Consider a point, , with and a trajectory joining the origin to . To construct the dual model, we make a rotation of with center and then reverse the two axes. In these new axes, the corresponding trajectory, , joins to , and the straight line becomes a lower boundary, , for this trajectory. Clearly, , and is of equation . Moreover, the process, , over is defined exactly as (e.g., , p. 43).
Let us now pass to the whole positive quadrant in which is again a Lévy subordinator. Two lower boundaries are considered: defined by for followed by a vertical line of abscissa t and defined as before, but on . The first-meeting times of with these boundaries are denoted and , respectively.
We want to determine , the probability that meets for the first time at the point , i.e., . For that, we will have to compute , the probability that meets for the first time at the level, z, i.e., .
The lemma below shows that the probability, ν, can be easily calculated.
Lemma 5. For ,
Proof. Consider a first-meeting of with at some point M of height z and, thus, at time ; so, . Returning to the original axes, but with origin M, we observe that corresponds to the probability . Formula (9) then follows directly from Equation (4). ☐
Thanks to ν, the probability can be determined from the result (10) below. Subsequently, a product measure between two measures and ν will be denoted by (this should not be confused with a convolution product, which has already been used and denoted by ).
Lemma 6. For ,
Proof. The argument is standard (see e.g., ). Any trajectory of can reach the point either without meeting the boundary , or after a first meeting with at some point of height z, thus at time , followed by an increment of during the period . Therefore,
Note that Equation (10) can be extended to any increasing lower boundary, (i.e., linearity has no simplifying role at this step). The next lemma is straightforward.
Lemma 7. For ,
Proof. Evidently, for all , which implies that . Given any probability measure ρ satisfying (for instance, ), the l.h.s. of Equation (11) corresponds to the quotient of the Radon–Nikodym derivatives with respect to ρ, which is equivalent to . ☐
2.2.2. Step 2: Back to the Ruin Problem
We are now ready to derive the announced formulas for the ruin time distribution.
Proof. Operating the rotation of axes described above, we get:
Proof of Corollary 4. Formula (5) can be rewritten as:
When , Equation (6) gives:
Proof. By the independence and stationarity of the increments in , we have:
Proof of Proposition 4. It suffices to adapt the proof of Proposition 2, starting from Equation (16). ☐
3. Reserves at and Prior to Ruin
In this Section, we focus on the joint distribution of the reserves at and just prior to ruin (when it occurs) and some of its implications.
Before this, we introduce a useful parameter inside the subordinator model. For any , consider the equation in θ:
Let be the reserves just prior to ruin and the severity of ruin. Note that is the claim amount that causes the ruin. Our main goal is to determine the probability:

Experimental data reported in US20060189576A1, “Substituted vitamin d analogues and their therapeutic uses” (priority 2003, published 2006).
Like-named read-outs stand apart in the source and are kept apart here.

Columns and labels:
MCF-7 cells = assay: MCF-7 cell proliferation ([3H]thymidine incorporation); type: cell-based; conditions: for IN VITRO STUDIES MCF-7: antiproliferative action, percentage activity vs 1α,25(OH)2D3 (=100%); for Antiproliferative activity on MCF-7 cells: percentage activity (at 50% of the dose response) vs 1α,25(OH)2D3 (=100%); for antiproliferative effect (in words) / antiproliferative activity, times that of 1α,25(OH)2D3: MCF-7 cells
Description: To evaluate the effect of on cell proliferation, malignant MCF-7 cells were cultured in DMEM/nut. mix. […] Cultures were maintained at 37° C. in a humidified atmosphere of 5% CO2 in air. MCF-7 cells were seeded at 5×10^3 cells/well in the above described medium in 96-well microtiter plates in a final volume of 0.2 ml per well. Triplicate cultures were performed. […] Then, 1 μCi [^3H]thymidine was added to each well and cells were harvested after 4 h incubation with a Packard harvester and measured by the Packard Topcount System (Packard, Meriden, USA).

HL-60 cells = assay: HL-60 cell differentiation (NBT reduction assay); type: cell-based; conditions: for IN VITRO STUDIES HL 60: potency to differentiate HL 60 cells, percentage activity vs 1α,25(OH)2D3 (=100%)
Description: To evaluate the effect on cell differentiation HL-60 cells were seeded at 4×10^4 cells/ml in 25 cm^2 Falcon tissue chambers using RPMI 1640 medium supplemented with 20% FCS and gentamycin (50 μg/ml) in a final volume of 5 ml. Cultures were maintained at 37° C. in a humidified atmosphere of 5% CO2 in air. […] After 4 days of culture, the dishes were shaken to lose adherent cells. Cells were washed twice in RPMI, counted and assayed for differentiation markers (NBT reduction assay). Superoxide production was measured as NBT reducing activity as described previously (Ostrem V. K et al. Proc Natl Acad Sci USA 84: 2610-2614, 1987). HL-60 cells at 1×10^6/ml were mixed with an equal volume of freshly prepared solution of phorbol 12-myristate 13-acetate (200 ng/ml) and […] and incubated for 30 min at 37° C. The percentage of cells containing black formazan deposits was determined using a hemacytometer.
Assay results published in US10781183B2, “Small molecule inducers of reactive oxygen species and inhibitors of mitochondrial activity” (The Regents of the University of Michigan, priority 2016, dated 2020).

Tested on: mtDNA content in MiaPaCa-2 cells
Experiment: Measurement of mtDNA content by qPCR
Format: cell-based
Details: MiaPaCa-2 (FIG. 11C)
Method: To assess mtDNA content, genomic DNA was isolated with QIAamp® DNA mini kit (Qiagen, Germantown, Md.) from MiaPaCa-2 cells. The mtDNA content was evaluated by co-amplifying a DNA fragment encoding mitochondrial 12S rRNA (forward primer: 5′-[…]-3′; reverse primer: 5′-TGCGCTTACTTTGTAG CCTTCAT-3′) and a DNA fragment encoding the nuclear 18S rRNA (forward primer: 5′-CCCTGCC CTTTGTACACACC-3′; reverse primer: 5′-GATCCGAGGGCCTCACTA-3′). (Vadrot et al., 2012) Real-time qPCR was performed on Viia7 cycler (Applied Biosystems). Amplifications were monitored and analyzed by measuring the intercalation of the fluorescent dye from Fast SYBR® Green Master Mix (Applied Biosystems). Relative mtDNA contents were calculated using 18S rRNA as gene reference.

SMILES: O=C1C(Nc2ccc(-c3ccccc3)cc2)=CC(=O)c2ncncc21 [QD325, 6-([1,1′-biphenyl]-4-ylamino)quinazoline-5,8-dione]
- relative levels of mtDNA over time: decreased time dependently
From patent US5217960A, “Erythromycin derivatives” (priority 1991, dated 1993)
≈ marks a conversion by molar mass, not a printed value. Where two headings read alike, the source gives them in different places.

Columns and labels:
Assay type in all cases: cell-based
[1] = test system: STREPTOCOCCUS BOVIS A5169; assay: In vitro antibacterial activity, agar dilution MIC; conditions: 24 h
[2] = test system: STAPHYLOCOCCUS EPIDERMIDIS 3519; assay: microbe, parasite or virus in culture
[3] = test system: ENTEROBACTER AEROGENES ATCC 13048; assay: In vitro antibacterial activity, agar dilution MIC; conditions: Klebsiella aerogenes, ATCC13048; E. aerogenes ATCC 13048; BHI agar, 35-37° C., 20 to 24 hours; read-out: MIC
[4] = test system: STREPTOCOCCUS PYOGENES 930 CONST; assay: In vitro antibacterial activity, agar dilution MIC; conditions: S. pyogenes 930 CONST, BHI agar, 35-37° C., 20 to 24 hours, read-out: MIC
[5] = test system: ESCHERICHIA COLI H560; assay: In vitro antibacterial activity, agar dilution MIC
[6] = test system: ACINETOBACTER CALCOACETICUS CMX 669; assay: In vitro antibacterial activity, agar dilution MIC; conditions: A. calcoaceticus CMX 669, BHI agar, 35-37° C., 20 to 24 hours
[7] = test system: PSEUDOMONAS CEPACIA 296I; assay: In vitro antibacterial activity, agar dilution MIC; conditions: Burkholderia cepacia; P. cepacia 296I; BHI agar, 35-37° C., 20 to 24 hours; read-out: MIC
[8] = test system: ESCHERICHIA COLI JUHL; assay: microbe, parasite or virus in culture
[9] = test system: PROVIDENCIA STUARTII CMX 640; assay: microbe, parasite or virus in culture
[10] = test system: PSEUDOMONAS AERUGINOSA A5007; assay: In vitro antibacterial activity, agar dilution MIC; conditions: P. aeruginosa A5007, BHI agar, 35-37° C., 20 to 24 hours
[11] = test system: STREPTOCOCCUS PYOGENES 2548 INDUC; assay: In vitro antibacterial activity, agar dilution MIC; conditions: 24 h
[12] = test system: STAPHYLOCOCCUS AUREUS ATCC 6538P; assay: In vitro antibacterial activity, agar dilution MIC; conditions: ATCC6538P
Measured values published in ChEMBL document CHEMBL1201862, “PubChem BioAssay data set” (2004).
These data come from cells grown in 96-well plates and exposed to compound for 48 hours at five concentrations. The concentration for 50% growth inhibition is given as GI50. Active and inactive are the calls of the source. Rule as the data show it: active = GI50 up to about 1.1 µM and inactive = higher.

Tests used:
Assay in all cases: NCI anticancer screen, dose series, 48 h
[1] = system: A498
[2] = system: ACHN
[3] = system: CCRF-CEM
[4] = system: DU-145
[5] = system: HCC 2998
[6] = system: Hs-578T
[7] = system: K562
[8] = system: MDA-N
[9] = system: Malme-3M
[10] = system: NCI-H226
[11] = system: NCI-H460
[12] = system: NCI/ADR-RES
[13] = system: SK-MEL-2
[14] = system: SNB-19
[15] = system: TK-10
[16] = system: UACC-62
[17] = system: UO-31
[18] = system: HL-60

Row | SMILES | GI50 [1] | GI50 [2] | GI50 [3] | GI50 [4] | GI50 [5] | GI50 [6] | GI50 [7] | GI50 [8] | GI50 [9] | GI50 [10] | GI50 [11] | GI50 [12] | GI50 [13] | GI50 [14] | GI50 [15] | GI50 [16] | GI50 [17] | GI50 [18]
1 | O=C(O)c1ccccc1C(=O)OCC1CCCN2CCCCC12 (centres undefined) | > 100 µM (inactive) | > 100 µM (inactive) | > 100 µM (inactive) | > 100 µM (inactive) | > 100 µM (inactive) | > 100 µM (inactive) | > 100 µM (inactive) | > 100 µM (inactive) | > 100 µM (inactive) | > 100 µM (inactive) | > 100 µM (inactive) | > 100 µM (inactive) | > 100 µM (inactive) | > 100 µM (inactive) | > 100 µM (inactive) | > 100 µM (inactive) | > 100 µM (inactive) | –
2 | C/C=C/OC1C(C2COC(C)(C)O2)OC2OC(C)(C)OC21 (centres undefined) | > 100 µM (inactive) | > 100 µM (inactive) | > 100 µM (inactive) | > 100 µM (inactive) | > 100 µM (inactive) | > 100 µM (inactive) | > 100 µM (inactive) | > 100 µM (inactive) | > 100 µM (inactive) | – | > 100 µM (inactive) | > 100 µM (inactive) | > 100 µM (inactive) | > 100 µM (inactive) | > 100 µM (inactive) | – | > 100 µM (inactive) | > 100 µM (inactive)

The following function will have a key role. For any real v:
Note that the domain of integration in Equation (21) is if , while it is if . In Property 18, we will show that if , the function, , is finite a.e. On the contrary, when , may be infinite (see the remark in the Appendix).
Proposition 10. If :
Corollary 11. If :
Corollary 12. If , for :
Corollary 13. If , for and , and provided these moments exist:
The result below is proved by following the same argument as for Lemma 9.
Proof. We have, for :
For Equation (33), we get:
For Equation (34), we have:
Finally, suppose that . In the r.h.s. of Equation (22), the second factor, , becomes:
Proof of Corollary 12. By Equation (22), we can write:
Proof of Corollary 13. By Equation (22):
For Equation (30), a similar argument leads to:
4. Ruin Time
In this Section, our main goal is to determine the expectation:
To begin with, we introduce a function that generalizes defined in Equation (21): for any and real v, let:
Proposition 15. If :
Corollary 16. If :
Formula (47) and its corollaries cover several results known for the compound Poisson case when (see, e.g., [16,20]). Clearly, a similar approach would allow us to determine the expected discounted penalty function introduced in . For a study of this function in a Lévy framework, see, e.g., [6,7,8,10].
Proof of Proposition 15. Starting with Equation (31), we have:
When in Equation (47), the second factor, , reduces to:
For Equation (49), putting in Equation (47) gives:
Formula (50) is obtained by a different method. Clearly:
We thank the two referees for useful remarks and suggestions. This work was conducted while C. L. was visiting the Institut de Science Financière et d’Assurances, Université de Lyon. C. L. received support from the Belgian FNRS and the ARC project IAPAS of the Fédération Wallonie-Bruxelles.
Conflicts of Interest
The authors declare no conflict of interest.
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A. Special Cases
It may be worth recalling a few (standard) examples of a Lévy subordinator that could be used to represent the claim process, (see, e.g., ).
A.1. Compound Poisson Process
For such a process with Poisson parameter λ and claim amounts distributed as X with distribution function F, then:
A.2. Gamma Process
For such a process with parameters , then:
A.3. α-Stable Subordinator
For such a process with parameter , then:
A.4. Inverse Gaussian Process
For such a process with parameter , then:
B. Useful Properties
The following property is used in the proof of Lemmas 9 and 14. It is surely known, but we have no precise reference to give. A proof is presented below for completeness. Note that the result is easy to see in the compound Poisson case.
Proof. Define as a compound Poisson measure with parameter and jump distribution (so, ). For , let and denote the associated Laplace transforms. Observing that:
Let in Equation (A2). Using , we get:
Now, let . For any , we may consider the function:
The next property is used when proving Corollary 3 and Proposition 10.
Property 18. If , then for any :
Now, consider . It is sufficient to establish that the Laplace transform of χ, i.e.:
Remark. Property 18 is not true when . To show this, consider, for instance, the compound Poisson model with parameter λ and i.i.d. claim amounts of the exponential law with parameter . Of course, . By definition:
Property 19. For ,
Thus, the l.h.s. of Equation (A7) can be written as:
Now, for defined through Equation (19), we know that the process, , is a martingale. Applying the optional stopping theorem at time then gives:
By differentiating with respect to s, we have: